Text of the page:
Henrik Isben's A Doll's House

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Most of us live a life where we do what we want and when we want without anyone telling us how to live our lives. This wasn’t the case in A Doll’s House by Henrik Ibsen, where he illustrates to us how one woman lives a life through her father and husband. Throughout the play we see how a once childish like woman gains her independence and a life of her own. Ibsen shows us a very realistic play that demonstrates how on the outside Nora and Torvald seem to have it all. While in reality their life together is simply empty until Nora stands up for herself and starts to build her own life.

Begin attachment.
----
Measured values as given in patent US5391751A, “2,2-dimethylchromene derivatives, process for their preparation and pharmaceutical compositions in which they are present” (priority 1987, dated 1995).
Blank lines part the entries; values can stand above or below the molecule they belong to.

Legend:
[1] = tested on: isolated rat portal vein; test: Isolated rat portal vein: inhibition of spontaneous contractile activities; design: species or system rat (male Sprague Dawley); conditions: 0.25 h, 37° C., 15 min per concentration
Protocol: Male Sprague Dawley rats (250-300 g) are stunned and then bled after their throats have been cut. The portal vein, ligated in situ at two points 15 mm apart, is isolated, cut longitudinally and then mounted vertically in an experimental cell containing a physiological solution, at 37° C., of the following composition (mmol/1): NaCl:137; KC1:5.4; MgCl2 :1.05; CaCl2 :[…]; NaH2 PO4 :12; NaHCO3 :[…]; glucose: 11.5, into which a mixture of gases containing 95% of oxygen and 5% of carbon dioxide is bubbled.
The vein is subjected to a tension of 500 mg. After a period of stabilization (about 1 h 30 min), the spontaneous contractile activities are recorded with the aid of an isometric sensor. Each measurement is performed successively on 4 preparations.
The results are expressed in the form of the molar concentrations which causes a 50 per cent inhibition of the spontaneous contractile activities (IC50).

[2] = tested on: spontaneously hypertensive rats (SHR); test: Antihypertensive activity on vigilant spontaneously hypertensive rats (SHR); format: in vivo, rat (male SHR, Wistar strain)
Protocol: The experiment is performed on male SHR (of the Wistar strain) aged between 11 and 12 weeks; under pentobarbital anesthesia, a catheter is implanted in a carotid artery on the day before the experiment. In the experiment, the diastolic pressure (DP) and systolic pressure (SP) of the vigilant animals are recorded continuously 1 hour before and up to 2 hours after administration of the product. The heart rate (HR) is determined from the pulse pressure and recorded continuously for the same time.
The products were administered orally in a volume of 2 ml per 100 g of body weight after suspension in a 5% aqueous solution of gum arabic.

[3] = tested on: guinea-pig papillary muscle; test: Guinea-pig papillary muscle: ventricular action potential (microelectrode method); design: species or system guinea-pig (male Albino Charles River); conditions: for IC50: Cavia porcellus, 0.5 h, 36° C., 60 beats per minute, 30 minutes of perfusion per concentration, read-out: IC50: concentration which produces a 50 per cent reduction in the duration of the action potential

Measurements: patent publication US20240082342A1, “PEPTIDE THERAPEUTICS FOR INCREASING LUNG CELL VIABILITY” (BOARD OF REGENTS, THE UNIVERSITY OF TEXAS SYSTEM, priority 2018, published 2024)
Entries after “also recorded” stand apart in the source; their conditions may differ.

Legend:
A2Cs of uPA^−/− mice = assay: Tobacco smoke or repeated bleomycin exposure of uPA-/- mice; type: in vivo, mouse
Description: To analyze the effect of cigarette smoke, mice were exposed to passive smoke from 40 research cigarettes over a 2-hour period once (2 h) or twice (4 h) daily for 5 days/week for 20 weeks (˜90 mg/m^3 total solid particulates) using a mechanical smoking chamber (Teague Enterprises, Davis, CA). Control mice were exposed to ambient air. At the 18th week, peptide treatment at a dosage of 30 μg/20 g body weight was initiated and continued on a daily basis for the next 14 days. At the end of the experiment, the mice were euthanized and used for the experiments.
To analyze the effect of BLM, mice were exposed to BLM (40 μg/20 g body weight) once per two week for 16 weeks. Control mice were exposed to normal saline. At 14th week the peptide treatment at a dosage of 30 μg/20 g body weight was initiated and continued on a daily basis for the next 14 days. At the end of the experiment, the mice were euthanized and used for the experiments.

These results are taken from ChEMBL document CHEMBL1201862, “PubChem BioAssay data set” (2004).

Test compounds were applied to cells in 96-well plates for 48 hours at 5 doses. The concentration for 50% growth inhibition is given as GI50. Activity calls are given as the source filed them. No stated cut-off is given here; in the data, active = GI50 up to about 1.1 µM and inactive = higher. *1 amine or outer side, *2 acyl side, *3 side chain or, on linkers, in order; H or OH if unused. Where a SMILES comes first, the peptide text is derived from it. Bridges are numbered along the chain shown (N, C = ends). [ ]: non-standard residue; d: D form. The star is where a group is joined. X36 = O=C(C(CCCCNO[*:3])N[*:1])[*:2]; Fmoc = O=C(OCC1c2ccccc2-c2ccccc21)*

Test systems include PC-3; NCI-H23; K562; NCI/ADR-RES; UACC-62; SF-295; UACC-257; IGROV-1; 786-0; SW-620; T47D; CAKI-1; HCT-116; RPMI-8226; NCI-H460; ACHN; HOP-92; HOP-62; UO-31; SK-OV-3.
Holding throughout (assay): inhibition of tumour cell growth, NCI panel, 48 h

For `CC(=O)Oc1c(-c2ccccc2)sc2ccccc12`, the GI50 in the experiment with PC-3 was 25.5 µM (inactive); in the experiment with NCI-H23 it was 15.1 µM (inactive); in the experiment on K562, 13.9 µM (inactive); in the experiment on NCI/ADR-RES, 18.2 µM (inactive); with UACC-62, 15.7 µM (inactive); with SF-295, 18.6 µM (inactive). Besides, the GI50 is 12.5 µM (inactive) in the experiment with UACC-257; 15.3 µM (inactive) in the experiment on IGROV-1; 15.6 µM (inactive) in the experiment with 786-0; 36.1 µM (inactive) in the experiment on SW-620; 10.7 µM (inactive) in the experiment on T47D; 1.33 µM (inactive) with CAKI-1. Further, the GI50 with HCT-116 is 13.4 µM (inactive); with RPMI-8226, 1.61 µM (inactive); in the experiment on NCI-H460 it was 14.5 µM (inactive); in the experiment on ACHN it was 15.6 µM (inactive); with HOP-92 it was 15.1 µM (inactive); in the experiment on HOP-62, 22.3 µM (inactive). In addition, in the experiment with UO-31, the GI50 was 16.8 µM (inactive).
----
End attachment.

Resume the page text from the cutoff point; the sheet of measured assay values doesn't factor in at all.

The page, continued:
Nora Helmer was a fragile character that relied on her husband for her own identity. This dependence has kept her from having her own personality in so many different ways. Throughout the story Nora portrays the perfect housewife who stays at home to take care of her family and please her husband. From early childhood Nora has always held the opinions of either her father or Torvald, only hoping to please them. Nora’s upbringing was so easy that she only needed to make a cute noise and someone would come running over to serve her. It’s no wonder that when she got married that Torvald followed the same routine. Ibsen even states that, “she was merely a doll, a plaything, passed from papa’s hands onto Torvald’s” (1610). I believe that these actions made her look extremely infantile, showing that she had no thoughts of her v...
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